Association Webinars: Jump: Modeling of Abrupt Changes in Energy Prices



The prices of many key energy commodities, such as crude oil, natural gas and electricity, exhibit rapid and unexpected changes (also known as jumps). The speakers in this webinar review the evidence for jumps across different commodities, the relation to public attention and policy implications.


Professor Charles F. Mason, Department of Economics at the University of Wyoming; Additional affiliations: CESifo and Resource for the Future

Charles Mason is the H. A. "Dave" True, Jr. Chair in Petroleum and Natural Gas Economics in the Department of Economics and Associate Dean in the College of Business at the University of Wyoming. His research is mainly focused on energy / resource economics. He has served in a variety of editorial roles over the past few decades, including: editor of the Journal of Environmental Economics and Management; associate editor of the European Economic Review; co-editor of Economic Inquiry; joint editor-in-chief of Strategic Behavior and the Environment. He is a faculty fellow at Resources for the Future. He was a visiting academic at Cambridge, Oxford and the London School of Economics in the UK; the Venice International University in Italy; and the Toulouse School of Economics in France. He testified in the case brought by the US Department of Justice against BP related to the Deepwater Horizon oi l spill.


Dr. Julien Chevallier, Professor at University Paris 8 and Affiliated Professor at IPAG Business School, LED and IPAG Lab

Dr. Julien Chevallier is a Full Professor of Economics (Professeur des Universités) at University Paris VIII, Affiliated Professor of Commodity Markets at IPAG Business School (IPAG Lab) and Director of the MSc Money, Banking, Finance & Insurance. He undertakes research and lectures on empirical finance, applied time-series econometrics, and commodity markets. Dr. Chevallier received his Ph.D. in Economics from the University Paris Nanterre in 2008, and his M.Sc. in Economics from the London School of Economics in 2005. Dr. Chevallier has previously held visiting research positions at the Imperial College Business School (London), at the Centre for Economic Performance (London School of Economics), at Georgetown University, and at the World Bank (Washington DC). Dr. Chevallier is the author of the book Econometric Analysis of Carbon Markets (Springer), as well as the co-author of the Book The Economics of Commodity Markets(Wiley Finance). He has published articles in leading refereed journals, including the Journal of Empirical Finance; International Review of Financial Analysis; Quantitative Finance; Journal of Forecasting; Journal of International Financial Markets; Institutions & Money; European Journal of Operational Research and Annals of Operations Research. Furthermore, Dr. Chevallier currently serves as Associate Editor at Energy Economics among other appointments. His latest book (co-authored) is entitled Pricing and Forecasting Carbon Markets (Springer, 2017).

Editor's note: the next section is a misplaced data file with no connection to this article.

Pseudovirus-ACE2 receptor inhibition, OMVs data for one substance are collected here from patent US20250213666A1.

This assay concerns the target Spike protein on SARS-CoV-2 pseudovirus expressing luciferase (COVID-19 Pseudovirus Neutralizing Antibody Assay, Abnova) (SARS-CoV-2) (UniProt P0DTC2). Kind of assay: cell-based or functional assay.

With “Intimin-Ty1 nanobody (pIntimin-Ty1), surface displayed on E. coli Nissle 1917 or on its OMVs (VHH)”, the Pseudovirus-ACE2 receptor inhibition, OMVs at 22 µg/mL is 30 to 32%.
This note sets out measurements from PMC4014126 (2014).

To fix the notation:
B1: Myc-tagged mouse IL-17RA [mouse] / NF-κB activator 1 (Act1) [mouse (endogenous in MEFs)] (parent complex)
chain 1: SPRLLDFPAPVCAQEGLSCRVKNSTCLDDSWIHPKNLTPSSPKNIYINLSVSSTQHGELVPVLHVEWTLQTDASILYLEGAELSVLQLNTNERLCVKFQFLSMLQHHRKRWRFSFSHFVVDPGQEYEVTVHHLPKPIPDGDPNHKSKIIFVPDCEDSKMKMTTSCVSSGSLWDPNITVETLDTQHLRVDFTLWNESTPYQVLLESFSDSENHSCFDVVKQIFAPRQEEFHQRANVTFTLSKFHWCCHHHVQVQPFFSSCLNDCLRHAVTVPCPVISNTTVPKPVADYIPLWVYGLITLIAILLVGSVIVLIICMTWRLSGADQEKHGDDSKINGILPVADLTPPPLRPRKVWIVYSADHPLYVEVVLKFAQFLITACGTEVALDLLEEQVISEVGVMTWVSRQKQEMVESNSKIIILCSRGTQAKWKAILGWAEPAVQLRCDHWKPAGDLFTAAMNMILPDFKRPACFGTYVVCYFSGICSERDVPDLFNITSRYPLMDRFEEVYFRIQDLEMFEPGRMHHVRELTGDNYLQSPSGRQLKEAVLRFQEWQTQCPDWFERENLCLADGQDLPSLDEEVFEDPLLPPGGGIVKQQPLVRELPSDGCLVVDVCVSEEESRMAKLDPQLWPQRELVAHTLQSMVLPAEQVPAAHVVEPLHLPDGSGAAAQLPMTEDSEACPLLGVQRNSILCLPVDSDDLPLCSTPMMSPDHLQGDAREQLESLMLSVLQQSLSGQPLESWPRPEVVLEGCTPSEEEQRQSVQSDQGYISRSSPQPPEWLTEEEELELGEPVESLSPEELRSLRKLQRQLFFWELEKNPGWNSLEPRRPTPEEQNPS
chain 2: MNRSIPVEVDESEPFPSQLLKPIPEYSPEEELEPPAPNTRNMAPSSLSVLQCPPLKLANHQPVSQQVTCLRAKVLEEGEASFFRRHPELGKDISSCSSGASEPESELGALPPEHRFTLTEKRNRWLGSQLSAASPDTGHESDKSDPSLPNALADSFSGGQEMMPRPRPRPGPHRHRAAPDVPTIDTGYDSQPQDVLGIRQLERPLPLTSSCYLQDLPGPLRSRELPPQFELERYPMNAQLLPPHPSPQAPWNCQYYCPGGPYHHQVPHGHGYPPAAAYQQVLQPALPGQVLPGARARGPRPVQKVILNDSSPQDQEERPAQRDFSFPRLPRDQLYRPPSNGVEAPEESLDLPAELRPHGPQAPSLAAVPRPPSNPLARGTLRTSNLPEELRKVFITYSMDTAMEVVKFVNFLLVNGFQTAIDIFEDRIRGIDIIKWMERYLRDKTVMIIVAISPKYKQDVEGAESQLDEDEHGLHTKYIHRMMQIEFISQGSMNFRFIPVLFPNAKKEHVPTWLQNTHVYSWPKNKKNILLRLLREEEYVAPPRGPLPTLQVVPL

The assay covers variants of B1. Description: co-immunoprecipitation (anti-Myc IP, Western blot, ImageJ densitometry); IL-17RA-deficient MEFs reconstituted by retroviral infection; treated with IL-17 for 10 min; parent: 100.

Dr. Marc Gronwald; Main affiliation: University of Aberdeen. Additional affiliations: CESifo and ifo Institute for Economic Research

Marc's current research focuses on empirical analyses of energy markets, in particular crude oil markets and emissions trading schemes such as the EU ETS. The aim of this research is to develop deep insights into the functioning of these markets and help to analyse whether this functioning changes over time. He is particularly interested in large price movements and he attempts to understand whether or not these movements can be explained by market fundamentals. A fundamental understanding of carbon markets is required to efficiently regulate greenhouse house emissions. Also crude oil is not only an important commodity, it is also relevant in the context of climate change as it is also a fossil fuel. If the dynamics of supply and demand of this fossil fuel are ignored, the efficiency of climate policy will be greatly diminished. In addition to this, Marc recently began working on the economics of cryptocurrencies - perhaps also because there are large price movements. Prior to his appointment as Senior Lecturer at the University of Aberdeen in September 2013, Marc held an appointment as Economist at the ifo Institute, Munich. He obtained a diploma (master equivalent) degree in Economics from the University of Bielefeld, and his PhD. from the University of Hamburg. Marc is member (fellow) of the CESifo Research Network and Research Associate of the ifo Center for Energy, Climate and Exhaustible Resources.


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